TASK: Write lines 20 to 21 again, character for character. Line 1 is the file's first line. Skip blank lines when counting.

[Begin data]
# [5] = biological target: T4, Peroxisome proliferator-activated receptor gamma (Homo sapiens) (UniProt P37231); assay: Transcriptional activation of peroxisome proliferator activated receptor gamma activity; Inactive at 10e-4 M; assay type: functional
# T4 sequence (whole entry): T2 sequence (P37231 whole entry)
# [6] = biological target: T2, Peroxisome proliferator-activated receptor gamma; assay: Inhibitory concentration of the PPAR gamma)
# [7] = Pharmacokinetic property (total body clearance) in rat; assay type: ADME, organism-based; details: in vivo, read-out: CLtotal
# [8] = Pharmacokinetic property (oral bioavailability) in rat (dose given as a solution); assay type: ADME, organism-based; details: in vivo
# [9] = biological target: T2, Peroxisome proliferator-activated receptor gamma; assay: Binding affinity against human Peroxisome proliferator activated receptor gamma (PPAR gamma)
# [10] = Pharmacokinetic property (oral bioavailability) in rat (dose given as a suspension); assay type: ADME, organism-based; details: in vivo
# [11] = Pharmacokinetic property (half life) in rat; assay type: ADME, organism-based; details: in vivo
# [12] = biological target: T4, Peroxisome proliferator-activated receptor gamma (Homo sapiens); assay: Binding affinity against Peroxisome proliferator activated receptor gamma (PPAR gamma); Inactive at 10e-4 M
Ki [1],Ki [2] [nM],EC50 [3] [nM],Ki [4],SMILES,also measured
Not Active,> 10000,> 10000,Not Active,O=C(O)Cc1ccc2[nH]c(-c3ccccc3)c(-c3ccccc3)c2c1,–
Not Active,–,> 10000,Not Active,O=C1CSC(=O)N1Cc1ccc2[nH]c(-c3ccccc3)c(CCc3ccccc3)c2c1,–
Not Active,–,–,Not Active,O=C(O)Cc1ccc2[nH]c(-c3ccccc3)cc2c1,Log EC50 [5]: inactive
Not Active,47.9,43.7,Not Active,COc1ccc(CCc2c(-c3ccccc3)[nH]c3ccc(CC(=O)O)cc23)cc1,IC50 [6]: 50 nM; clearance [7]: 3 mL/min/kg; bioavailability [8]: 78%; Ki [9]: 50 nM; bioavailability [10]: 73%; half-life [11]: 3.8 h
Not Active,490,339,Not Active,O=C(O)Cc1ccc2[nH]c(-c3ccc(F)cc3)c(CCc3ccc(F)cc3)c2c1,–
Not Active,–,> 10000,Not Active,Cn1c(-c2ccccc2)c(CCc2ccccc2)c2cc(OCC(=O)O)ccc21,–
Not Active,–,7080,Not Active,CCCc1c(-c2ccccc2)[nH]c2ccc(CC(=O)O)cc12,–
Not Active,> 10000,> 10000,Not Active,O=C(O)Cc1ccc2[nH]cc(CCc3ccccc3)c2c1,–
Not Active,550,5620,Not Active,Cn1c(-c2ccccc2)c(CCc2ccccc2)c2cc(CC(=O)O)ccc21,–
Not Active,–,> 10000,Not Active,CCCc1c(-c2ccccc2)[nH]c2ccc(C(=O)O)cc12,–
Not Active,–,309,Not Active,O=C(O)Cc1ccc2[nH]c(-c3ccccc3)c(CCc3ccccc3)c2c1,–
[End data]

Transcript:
Not Active,–,> 10000,Not Active,CCCc1c(-c2ccccc2)[nH]c2ccc(C(=O)O)cc12,–
Not Active,–,309,Not Active,O=C(O)Cc1ccc2[nH]c(-c3ccccc3)c(CCc3ccccc3)c2c1,–